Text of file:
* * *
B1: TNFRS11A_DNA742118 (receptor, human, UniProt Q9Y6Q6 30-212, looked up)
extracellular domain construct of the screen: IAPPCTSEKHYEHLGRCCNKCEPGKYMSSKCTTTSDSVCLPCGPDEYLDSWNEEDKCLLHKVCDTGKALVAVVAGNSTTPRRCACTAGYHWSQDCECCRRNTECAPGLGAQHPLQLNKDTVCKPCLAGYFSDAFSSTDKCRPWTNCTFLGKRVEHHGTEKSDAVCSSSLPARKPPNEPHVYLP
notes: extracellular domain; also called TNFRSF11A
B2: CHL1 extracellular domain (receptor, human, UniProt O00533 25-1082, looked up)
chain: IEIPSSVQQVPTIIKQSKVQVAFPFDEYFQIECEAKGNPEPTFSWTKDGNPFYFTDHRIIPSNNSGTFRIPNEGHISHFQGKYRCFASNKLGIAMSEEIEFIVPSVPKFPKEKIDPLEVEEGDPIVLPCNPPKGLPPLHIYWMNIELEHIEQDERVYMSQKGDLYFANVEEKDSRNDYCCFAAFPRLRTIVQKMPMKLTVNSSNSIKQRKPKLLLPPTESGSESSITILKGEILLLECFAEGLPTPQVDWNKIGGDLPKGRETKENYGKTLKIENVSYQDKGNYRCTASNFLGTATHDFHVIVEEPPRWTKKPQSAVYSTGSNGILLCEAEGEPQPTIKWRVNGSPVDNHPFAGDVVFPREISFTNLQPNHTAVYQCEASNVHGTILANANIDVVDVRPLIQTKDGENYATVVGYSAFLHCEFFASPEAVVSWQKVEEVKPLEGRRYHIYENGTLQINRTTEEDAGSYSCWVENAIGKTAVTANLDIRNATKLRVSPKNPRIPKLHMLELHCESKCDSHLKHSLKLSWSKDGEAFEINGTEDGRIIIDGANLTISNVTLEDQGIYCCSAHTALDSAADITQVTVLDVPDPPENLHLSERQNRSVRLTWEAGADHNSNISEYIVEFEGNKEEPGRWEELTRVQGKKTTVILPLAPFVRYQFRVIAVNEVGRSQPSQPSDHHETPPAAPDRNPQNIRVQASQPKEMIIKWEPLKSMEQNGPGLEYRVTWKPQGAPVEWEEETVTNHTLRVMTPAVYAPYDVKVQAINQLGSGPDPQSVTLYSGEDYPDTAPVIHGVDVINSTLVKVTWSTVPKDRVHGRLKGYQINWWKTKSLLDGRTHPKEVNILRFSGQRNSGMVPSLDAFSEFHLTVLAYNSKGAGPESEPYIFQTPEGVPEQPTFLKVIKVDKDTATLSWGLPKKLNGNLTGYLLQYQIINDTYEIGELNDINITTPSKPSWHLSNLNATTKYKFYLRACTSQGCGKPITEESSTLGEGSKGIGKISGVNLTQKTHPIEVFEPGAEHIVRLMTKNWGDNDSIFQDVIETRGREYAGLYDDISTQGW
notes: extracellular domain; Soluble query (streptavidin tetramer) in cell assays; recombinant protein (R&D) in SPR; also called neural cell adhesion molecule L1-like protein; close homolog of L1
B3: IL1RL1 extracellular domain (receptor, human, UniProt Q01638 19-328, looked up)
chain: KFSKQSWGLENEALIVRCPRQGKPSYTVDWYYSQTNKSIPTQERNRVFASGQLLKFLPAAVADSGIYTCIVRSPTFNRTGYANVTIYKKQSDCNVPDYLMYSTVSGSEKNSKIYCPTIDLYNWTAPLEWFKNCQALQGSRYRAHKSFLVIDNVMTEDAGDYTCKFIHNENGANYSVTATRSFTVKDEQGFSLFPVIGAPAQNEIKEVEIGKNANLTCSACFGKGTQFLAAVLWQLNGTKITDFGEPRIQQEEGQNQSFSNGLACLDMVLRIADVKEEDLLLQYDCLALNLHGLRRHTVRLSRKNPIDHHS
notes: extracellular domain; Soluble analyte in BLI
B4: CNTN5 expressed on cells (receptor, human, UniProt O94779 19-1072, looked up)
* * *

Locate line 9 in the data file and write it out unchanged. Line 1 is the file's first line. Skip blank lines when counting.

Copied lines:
notes: extracellular domain; Soluble analyte in BLI